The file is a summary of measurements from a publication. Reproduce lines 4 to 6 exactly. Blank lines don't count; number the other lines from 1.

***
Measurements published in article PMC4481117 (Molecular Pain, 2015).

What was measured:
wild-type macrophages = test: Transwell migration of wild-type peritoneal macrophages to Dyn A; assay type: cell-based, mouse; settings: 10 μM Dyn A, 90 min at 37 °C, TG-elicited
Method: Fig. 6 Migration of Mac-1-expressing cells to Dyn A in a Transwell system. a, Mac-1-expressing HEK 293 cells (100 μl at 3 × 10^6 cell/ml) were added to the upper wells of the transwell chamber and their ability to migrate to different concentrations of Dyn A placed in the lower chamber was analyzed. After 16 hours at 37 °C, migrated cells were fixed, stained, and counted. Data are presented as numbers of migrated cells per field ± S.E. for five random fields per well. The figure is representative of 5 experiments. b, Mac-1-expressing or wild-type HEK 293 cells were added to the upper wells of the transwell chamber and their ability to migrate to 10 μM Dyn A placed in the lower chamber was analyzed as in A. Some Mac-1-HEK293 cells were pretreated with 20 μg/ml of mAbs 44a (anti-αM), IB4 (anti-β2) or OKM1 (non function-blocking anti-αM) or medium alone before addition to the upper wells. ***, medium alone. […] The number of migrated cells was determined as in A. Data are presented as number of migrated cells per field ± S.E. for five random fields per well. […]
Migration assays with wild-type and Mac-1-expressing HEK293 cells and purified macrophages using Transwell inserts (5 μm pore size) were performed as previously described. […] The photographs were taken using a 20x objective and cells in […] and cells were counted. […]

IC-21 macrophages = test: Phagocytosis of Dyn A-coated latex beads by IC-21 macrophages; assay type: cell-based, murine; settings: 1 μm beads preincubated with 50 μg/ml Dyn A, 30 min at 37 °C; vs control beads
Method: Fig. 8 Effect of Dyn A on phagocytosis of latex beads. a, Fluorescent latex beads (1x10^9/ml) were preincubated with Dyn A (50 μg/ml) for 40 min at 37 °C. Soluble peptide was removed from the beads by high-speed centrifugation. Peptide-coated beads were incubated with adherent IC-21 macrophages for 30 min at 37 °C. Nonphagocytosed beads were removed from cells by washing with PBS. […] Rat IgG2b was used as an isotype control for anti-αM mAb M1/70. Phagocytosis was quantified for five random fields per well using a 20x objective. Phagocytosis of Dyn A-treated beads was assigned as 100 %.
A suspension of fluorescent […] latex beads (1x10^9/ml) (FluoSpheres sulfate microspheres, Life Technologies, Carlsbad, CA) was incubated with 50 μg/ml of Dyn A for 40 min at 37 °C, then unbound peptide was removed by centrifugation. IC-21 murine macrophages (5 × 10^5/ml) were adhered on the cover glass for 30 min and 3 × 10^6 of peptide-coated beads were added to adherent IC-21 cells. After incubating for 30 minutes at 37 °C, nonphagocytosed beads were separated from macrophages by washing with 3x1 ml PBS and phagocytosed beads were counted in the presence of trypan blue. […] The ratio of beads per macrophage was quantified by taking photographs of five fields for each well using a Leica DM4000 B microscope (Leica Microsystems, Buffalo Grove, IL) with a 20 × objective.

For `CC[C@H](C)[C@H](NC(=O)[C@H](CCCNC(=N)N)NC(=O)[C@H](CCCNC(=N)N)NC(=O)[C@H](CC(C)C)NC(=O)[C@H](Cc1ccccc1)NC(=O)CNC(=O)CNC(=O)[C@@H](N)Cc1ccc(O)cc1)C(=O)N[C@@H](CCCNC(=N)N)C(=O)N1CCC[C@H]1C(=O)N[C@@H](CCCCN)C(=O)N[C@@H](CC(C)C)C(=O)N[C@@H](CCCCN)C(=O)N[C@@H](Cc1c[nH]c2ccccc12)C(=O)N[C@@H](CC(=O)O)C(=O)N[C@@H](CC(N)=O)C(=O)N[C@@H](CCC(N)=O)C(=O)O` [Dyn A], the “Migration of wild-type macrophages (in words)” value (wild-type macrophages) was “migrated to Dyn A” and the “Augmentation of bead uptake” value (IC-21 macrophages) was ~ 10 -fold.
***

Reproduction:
Method: Fig. 6 Migration of Mac-1-expressing cells to Dyn A in a Transwell system. a, Mac-1-expressing HEK 293 cells (100 μl at 3 × 10^6 cell/ml) were added to the upper wells of the transwell chamber and their ability to migrate to different concentrations of Dyn A placed in the lower chamber was analyzed. After 16 hours at 37 °C, migrated cells were fixed, stained, and counted. Data are presented as numbers of migrated cells per field ± S.E. for five random fields per well. The figure is representative of 5 experiments. b, Mac-1-expressing or wild-type HEK 293 cells were added to the upper wells of the transwell chamber and their ability to migrate to 10 μM Dyn A placed in the lower chamber was analyzed as in A. Some Mac-1-HEK293 cells were pretreated with 20 μg/ml of mAbs 44a (anti-αM), IB4 (anti-β2) or OKM1 (non function-blocking anti-αM) or medium alone before addition to the upper wells. ***, medium alone. […] The number of migrated cells was determined as in A. Data are presented as number of migrated cells per field ± S.E. for five random fields per well. […]
Migration assays with wild-type and Mac-1-expressing HEK293 cells and purified macrophages using Transwell inserts (5 μm pore size) were performed as previously described. […] The photographs were taken using a 20x objective and cells in […] and cells were counted. […]

IC-21 macrophages = test: Phagocytosis of Dyn A-coated latex beads by IC-21 macrophages; assay type: cell-based, murine; settings: 1 μm beads preincubated with 50 μg/ml Dyn A, 30 min at 37 °C; vs control beads